Also in the interim enough has been written, said, researched, legislated for, brought before the courts, set up in institutions, to create a small industry by itself. And still we have discrimination. Still we have not realised equality of opportunity.

And, I have to say, there is yet little evidence available to suggest that the British government intends to take effective action.

For instance, in the run up to the developing crisis around Garvaghy Road in early July the British governments SACHR issued its review of the current situation in jobs discrimination. In the welter of media coverage around Garvaghy Road the review got about as much political and media attention and coverage as the Ballymurphy under-12's football final. As a result the public political debate it should have provoked did not even get on the political radar screen let alone disappear off it. It has remained out of sight ever since. I am not, of course, suggesting that the timing of the release of the report was deliberately chosen to have that effect. Of course not. But it is important that the issues raised in this report are subjected to such a debate. The issue of discrimination is all too important to be allowed to slide in this way.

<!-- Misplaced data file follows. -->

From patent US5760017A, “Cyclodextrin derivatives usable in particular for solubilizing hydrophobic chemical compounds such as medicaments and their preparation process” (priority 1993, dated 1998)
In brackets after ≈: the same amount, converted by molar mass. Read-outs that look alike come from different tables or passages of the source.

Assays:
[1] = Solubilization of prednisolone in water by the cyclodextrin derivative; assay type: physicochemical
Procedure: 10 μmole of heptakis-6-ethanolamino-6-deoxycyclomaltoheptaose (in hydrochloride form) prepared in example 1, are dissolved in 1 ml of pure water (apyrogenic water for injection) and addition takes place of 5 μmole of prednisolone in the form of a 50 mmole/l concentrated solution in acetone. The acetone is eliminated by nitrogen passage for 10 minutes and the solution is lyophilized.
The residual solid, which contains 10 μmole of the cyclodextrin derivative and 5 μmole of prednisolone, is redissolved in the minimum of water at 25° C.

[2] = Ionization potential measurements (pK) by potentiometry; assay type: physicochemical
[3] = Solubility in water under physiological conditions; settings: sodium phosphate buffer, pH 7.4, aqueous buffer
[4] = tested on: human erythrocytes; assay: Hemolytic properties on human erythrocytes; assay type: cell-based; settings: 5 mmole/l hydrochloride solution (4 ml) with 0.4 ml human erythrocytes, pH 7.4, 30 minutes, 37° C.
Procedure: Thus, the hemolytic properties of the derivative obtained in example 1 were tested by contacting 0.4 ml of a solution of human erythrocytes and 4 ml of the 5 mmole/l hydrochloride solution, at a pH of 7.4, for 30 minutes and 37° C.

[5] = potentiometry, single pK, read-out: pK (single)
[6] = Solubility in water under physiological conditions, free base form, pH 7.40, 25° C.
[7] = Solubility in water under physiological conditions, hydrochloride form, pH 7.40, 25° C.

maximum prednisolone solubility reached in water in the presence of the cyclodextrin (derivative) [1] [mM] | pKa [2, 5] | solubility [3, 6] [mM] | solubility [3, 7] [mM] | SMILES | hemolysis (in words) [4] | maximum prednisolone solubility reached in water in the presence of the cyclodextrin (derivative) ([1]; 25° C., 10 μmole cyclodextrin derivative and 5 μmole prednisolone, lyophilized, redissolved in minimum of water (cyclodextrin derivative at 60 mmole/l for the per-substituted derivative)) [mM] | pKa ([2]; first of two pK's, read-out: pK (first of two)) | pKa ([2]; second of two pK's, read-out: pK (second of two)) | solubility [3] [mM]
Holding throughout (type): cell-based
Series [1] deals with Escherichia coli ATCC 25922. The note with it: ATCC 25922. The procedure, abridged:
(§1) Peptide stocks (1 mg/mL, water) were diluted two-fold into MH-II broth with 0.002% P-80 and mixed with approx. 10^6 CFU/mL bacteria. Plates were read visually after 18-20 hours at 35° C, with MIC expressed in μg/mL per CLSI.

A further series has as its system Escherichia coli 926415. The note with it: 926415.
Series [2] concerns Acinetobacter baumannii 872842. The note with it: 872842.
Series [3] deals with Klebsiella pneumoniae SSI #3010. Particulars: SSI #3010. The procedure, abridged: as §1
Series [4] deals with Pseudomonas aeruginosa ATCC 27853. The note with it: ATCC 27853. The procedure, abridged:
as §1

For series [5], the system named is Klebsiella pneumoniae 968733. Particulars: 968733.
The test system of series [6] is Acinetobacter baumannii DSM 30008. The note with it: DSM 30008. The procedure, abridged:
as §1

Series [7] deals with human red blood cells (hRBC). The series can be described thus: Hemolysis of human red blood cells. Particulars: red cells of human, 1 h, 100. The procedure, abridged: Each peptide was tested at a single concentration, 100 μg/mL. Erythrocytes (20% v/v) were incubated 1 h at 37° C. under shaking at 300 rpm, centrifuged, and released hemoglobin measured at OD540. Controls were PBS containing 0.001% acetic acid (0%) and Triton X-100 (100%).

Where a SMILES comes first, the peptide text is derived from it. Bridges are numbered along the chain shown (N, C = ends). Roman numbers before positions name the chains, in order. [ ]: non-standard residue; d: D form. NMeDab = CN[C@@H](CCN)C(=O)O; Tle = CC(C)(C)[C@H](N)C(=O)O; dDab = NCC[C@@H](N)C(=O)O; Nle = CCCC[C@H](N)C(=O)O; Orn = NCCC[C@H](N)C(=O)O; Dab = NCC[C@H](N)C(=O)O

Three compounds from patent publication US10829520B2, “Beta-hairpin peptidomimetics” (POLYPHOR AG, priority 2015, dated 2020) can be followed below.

We have had almost thirty years of reports and committees and legislation and agencies on this issue. What is required and what has ever been absent is the political will to do what is required  
James Connolly

 

As a general observation the most interesting thing about the SACHR report is the sense of deja vu it produces. The report reflects many of the proposals contained in the SACHR report of 1987 - ten years ago. Proposals which were gutted and excluded from the Fair Employment Act which followed two years later. This is the clearest demonstration possible of the absence of the political will to act on this issue. Interestingly the Labour Party, then in opposition, expressed grave concerns about this. Conceivably now, as the party of Government, they will act to redress the situation.